Poet Sir Philip Sidney

Poems Comments

Sonnet 102: Wher Be Those Roses Gone

Where be those roses gone, which sweeten'd so our eyes?
Where those red cheeks, which oft with fair increase did frame
The height of honor in the kindly badge of shame?
Who hath the crimson weeds stol'n from my morning skies?

How did the color fade of those vermilion dyes
Which Nature self did make, and self engrain'd the same?
I would know by what right this paleness overcame
That hue, whose force my heart still unto thraldom ties.

Galen's adoptive sons, who by a beaten way
Their judgments hackney on, the fault of sickness lay,
But feeling proof makes me say they mistake it furre:

It is but Love, which makes his paper perfect white
To write therein more fresh the story of delight,
While Beauty's reddest ink Venus for him doth stir.

Poem topics: , , , , , ,

Rate this poem:

Add Sonnet 102: Wher Be Those Roses Gone poem to your favorites

Add Poet Sir Philip Sidney to your favorites

Popular Poets

Munonyi Nyo (0 poems)
David McKee Wright (2 poems)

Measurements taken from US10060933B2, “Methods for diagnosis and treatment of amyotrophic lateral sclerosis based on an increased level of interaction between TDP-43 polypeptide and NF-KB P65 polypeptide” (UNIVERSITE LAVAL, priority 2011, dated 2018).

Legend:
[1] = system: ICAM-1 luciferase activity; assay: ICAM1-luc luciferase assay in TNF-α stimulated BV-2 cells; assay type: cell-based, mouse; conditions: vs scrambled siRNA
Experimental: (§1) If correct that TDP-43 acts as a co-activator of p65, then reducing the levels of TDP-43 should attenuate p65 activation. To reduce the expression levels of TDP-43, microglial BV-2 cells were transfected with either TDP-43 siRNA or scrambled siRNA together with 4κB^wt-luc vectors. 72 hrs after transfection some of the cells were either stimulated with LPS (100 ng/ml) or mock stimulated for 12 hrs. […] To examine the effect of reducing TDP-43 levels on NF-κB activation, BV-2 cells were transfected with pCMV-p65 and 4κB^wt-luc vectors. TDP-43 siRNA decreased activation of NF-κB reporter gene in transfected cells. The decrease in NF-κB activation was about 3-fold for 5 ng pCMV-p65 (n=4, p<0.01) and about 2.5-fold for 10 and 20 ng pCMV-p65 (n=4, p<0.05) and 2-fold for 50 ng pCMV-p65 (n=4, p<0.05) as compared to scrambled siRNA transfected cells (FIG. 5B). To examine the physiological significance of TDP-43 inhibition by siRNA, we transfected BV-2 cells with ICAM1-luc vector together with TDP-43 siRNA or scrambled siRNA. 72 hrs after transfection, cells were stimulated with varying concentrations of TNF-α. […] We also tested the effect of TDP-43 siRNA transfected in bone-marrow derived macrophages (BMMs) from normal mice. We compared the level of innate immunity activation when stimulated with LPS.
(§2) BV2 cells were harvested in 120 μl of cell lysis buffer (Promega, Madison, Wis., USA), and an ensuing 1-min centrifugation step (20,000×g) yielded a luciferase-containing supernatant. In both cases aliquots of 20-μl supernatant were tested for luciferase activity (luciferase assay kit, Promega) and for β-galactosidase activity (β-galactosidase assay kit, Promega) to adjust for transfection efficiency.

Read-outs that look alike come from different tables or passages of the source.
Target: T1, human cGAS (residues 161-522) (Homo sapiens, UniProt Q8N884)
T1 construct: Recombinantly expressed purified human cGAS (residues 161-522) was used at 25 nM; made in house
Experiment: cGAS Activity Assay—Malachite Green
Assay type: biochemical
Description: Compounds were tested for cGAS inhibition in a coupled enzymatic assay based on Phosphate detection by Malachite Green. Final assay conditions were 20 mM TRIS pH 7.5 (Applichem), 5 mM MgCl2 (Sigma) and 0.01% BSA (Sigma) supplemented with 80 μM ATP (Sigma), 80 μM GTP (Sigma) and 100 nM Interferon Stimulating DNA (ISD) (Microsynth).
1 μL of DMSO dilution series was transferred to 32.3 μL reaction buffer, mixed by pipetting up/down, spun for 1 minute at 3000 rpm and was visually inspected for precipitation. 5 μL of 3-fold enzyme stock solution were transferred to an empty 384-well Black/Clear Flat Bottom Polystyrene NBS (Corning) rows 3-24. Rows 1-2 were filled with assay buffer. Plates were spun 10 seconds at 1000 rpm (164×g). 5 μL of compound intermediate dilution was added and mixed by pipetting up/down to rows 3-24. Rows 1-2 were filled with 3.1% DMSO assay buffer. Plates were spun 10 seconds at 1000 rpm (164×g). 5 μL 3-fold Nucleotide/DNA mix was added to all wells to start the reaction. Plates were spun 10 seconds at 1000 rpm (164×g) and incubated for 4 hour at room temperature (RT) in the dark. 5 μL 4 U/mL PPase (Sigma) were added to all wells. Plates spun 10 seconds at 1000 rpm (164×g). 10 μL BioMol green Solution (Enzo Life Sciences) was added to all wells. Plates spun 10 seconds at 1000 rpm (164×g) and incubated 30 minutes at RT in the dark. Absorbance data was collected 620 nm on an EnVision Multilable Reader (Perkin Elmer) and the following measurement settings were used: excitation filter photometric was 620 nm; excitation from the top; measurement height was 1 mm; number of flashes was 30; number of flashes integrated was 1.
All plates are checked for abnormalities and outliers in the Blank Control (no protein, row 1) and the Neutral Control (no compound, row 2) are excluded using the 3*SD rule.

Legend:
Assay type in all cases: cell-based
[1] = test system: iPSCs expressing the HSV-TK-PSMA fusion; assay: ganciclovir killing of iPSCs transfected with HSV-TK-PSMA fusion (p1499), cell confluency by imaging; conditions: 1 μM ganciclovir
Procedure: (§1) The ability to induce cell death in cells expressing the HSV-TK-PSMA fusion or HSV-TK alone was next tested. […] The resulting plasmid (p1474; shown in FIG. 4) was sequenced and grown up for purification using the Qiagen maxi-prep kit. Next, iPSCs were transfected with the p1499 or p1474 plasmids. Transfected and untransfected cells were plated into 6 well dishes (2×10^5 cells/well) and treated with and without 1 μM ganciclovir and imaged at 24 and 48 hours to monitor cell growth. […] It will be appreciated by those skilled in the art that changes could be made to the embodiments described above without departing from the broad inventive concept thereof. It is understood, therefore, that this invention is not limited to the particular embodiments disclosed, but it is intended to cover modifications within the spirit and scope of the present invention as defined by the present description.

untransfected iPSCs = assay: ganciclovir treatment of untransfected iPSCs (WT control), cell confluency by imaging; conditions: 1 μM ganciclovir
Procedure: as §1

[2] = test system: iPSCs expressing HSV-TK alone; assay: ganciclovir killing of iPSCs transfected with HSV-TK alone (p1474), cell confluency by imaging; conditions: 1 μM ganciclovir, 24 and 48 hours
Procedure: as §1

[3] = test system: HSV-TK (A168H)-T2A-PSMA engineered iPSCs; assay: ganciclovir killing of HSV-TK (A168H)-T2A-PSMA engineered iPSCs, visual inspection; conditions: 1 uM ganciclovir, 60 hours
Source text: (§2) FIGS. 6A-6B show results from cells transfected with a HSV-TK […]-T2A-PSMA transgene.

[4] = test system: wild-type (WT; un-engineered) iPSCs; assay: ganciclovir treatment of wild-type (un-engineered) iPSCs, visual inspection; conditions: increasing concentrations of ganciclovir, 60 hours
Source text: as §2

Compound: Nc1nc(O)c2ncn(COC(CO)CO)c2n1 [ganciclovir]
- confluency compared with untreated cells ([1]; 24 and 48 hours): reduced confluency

Mewlana Jalaluddin Rumi (0 poems)
Jean Antoine de Baif (3 poems)
Jean Arp (3 poems)
Geoffrey Hill (3 poems)
Arthur Upson (4 poems)
Robert Desnos (5 poems)
Louise Driscoll (1 poems)
James D. Gay (1 poems)

Popular Poems

Sonnet 102: My Love Is Strengthened, Though More Weak In Seeming, by William Shakespeare
The Two Voices, by Alfred Lord Tennyson
Washington, by Harriet Monroe
In A City Garden, by Trumbull Stickney
The Circus, by Clarence Michael James Stanislaus Dennis
The Old Man, by Yosa Buson
Sonnet Lix, by Edmund Spenser
Botany Bay Eclogues 03 - Humphrey And William, by Robert Southey
Juventus Mundi, by Charles Kingsley
Attack, by Siegfried Sassoon